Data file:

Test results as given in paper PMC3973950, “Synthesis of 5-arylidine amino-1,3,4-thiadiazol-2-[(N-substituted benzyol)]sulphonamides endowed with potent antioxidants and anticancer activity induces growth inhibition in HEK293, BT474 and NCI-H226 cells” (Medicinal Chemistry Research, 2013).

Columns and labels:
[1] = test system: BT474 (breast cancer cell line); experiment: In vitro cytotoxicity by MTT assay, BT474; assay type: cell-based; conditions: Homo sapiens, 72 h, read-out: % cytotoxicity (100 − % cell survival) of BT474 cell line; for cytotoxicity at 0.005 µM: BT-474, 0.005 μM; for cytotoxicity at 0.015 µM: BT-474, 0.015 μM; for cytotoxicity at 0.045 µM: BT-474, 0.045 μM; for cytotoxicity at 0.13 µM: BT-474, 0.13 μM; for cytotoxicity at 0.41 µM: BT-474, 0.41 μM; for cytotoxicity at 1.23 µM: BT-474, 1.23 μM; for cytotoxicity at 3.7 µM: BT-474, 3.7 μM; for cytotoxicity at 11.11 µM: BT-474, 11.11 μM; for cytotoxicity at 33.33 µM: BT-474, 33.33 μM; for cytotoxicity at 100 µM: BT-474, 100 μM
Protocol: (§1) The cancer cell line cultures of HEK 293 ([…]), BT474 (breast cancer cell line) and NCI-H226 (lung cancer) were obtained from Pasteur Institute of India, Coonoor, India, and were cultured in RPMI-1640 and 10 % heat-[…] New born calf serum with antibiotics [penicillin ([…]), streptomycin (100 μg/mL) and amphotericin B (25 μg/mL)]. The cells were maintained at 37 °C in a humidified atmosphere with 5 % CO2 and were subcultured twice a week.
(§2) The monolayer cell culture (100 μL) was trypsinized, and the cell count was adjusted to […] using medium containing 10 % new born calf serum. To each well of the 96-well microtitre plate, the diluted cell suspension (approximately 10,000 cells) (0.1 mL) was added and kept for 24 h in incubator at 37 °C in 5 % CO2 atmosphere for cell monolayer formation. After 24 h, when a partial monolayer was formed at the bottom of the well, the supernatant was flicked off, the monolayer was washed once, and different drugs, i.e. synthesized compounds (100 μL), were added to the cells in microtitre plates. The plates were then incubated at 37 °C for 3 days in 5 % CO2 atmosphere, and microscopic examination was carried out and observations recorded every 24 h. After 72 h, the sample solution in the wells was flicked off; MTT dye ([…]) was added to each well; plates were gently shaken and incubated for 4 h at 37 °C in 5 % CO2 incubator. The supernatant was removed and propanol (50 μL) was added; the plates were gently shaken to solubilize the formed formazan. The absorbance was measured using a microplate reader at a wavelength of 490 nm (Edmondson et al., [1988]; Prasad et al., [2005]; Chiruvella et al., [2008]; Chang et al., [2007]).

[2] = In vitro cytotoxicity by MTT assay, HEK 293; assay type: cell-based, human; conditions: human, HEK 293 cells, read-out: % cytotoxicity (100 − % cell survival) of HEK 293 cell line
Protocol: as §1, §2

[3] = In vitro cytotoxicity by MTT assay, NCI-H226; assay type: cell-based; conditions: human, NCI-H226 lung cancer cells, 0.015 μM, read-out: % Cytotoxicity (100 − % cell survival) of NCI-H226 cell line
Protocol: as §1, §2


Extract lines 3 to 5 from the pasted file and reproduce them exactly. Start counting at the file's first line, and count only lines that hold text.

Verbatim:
[1] = test system: BT474 (breast cancer cell line); experiment: In vitro cytotoxicity by MTT assay, BT474; assay type: cell-based; conditions: Homo sapiens, 72 h, read-out: % cytotoxicity (100 − % cell survival) of BT474 cell line; for cytotoxicity at 0.005 µM: BT-474, 0.005 μM; for cytotoxicity at 0.015 µM: BT-474, 0.015 μM; for cytotoxicity at 0.045 µM: BT-474, 0.045 μM; for cytotoxicity at 0.13 µM: BT-474, 0.13 μM; for cytotoxicity at 0.41 µM: BT-474, 0.41 μM; for cytotoxicity at 1.23 µM: BT-474, 1.23 μM; for cytotoxicity at 3.7 µM: BT-474, 3.7 μM; for cytotoxicity at 11.11 µM: BT-474, 11.11 μM; for cytotoxicity at 33.33 µM: BT-474, 33.33 μM; for cytotoxicity at 100 µM: BT-474, 100 μM
Protocol: (§1) The cancer cell line cultures of HEK 293 ([…]), BT474 (breast cancer cell line) and NCI-H226 (lung cancer) were obtained from Pasteur Institute of India, Coonoor, India, and were cultured in RPMI-1640 and 10 % heat-[…] New born calf serum with antibiotics [penicillin ([…]), streptomycin (100 μg/mL) and amphotericin B (25 μg/mL)]. The cells were maintained at 37 °C in a humidified atmosphere with 5 % CO2 and were subcultured twice a week.
(§2) The monolayer cell culture (100 μL) was trypsinized, and the cell count was adjusted to […] using medium containing 10 % new born calf serum. To each well of the 96-well microtitre plate, the diluted cell suspension (approximately 10,000 cells) (0.1 mL) was added and kept for 24 h in incubator at 37 °C in 5 % CO2 atmosphere for cell monolayer formation. After 24 h, when a partial monolayer was formed at the bottom of the well, the supernatant was flicked off, the monolayer was washed once, and different drugs, i.e. synthesized compounds (100 μL), were added to the cells in microtitre plates. The plates were then incubated at 37 °C for 3 days in 5 % CO2 atmosphere, and microscopic examination was carried out and observations recorded every 24 h. After 72 h, the sample solution in the wells was flicked off; MTT dye ([…]) was added to each well; plates were gently shaken and incubated for 4 h at 37 °C in 5 % CO2 incubator. The supernatant was removed and propanol (50 μL) was added; the plates were gently shaken to solubilize the formed formazan. The absorbance was measured using a microplate reader at a wavelength of 490 nm (Edmondson et al., [1988]; Prasad et al., [2005]; Chiruvella et al., [2008]; Chang et al., [2007]).